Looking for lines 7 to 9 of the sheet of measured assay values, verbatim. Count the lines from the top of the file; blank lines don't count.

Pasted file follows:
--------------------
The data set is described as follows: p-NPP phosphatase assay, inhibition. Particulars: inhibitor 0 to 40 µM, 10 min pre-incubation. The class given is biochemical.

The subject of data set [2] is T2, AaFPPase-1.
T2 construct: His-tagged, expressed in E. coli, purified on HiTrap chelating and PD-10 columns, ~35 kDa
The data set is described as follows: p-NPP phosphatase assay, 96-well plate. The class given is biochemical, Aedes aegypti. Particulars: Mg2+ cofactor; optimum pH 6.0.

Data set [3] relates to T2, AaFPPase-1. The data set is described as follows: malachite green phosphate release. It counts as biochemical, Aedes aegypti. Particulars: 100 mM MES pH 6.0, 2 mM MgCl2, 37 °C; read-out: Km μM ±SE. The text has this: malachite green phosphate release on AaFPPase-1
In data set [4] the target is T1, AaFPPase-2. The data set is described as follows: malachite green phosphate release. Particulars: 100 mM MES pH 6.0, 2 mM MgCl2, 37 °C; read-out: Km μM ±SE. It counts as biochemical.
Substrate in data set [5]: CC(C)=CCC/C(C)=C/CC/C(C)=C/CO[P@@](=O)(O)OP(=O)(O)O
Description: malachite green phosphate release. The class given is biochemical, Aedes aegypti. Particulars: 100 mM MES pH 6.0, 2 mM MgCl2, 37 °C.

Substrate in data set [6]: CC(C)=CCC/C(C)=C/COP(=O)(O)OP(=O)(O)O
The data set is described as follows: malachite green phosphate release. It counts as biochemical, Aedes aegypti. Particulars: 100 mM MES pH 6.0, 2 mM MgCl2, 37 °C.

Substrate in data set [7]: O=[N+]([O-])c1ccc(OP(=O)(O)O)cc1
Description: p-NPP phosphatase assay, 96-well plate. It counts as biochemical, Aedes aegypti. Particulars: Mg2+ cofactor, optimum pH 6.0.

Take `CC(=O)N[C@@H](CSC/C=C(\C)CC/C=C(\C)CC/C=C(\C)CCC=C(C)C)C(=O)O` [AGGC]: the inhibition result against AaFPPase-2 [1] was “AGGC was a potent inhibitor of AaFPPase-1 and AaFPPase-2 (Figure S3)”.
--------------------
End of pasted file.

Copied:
Substrate in data set [5]: CC(C)=CCC/C(C)=C/CC/C(C)=C/CO[P@@](=O)(O)OP(=O)(O)O
Description: malachite green phosphate release. The class given is biochemical, Aedes aegypti. Particulars: 100 mM MES pH 6.0, 2 mM MgCl2, 37 °C.

Substrate in data set [6]: CC(C)=CCC/C(C)=C/COP(=O)(O)OP(=O)(O)O